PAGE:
But what does Kindle Unlimited look like from an author’s point of view? What do authors get out of it? A royalty for every borrow, that’s what (although the royalty only kicks in if the borrower reads at least 10% of the book; if they download and then delete it later – no royalty). In July, the first month, the royalty was $1.84 per borrow, and in August it was $1.54. And that’s a flat rate, regardless of the price of the book, so a $0.99 and a $7.99 book get exactly the same payout for each borrow. Amazon has full control of the royalty rate each month.
Whether an author sees that as a bonus, on top of sales, or regards borrows as stealing sales is a matter for the individual to decide. Some authors have had plenty of borrows with no loss of sales, but there’s a lot of variation, and it may be that some genres do better in KU than others.
The big catch is that in order to be in KU, an author has to sign up to Amazon’s KDP Select program, and that means exclusivity. The ebook can’t be available for sale or even for free download at any other retailer, or on the author’s website, or on reading sites like Wattpad. Signing up is only a 90 day commitment, but even so, authors making good sales at Google Play or iTunes will probably not want to consider it. The print version is excluded from all restrictions.
‘The Plains of Kallanash’ has been in KDP Select from the start, and not just for the borrows (there are other benefits, like free or discount days). While the price is $0.99 (which means a royalty of only $0.35 per sale), each borrow I’ve had racks up several times that rate. A borrow is worth at least 4 sales to me at the moment. So I’m quite happy with that, even though borrows have only been a fraction of sales. It will be interesting to see what effect there will be when I raise the price to a normal level of (probably) $3.99. My prediction is that sales will drop, but borrows will go up. But with this game, who knows what might happen?Follow PaulineMRoss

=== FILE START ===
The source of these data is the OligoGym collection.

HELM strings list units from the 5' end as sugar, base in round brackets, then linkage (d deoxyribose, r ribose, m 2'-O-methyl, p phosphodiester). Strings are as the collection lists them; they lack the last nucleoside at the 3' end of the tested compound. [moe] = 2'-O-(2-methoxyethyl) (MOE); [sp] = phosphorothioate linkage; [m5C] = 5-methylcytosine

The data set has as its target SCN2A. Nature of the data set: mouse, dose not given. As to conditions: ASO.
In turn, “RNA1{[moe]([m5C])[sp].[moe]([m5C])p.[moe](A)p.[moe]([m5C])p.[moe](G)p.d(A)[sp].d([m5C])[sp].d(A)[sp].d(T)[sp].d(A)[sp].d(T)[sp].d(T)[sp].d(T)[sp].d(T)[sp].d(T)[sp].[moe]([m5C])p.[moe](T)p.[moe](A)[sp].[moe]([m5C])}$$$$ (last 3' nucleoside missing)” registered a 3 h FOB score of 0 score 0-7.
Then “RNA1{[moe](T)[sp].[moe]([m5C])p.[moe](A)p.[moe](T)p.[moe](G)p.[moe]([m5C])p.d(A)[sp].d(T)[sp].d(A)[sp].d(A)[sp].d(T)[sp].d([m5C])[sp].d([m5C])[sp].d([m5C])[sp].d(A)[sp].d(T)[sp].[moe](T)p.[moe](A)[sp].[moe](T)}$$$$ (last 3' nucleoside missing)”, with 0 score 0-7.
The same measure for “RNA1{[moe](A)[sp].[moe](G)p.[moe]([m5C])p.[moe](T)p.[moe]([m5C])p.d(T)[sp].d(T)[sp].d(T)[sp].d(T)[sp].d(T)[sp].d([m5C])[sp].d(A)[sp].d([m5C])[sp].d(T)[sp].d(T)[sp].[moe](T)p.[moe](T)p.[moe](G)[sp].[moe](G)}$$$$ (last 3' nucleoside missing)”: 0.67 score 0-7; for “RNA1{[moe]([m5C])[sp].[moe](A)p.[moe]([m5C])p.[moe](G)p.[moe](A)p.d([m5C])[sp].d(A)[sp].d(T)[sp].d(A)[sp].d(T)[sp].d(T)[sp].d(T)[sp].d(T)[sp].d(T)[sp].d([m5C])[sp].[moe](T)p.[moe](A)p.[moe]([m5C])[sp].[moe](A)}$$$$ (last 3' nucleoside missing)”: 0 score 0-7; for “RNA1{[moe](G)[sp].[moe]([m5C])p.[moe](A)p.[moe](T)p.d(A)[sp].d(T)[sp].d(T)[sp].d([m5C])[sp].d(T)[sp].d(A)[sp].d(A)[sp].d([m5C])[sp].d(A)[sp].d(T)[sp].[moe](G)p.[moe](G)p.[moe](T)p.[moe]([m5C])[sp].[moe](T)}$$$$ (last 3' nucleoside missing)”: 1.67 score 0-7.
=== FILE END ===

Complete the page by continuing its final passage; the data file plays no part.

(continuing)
Excuse me while I squeeee for a while… Michael J Sullivan is one of my favourite fantasy authors, and he’s currently hosting a giveaway for advance printings of his new series. You can sign up at Goodreads and a couple of other places. Full details here.
But that’s not really what got me all excited. Take a look at this…
Isn’t that just the most amazing artwork? It’s by Andres Rocha.
One day, when I’m rich and famous (ha!), I’m going to get cover art for ‘The Plains of Kallanash’ that looks as awesome as this: the sweeping vista, with maybe the Ring of Bonnegar and the spires and domes of Kashinor. Sigh. One day…Follow PaulineMRoss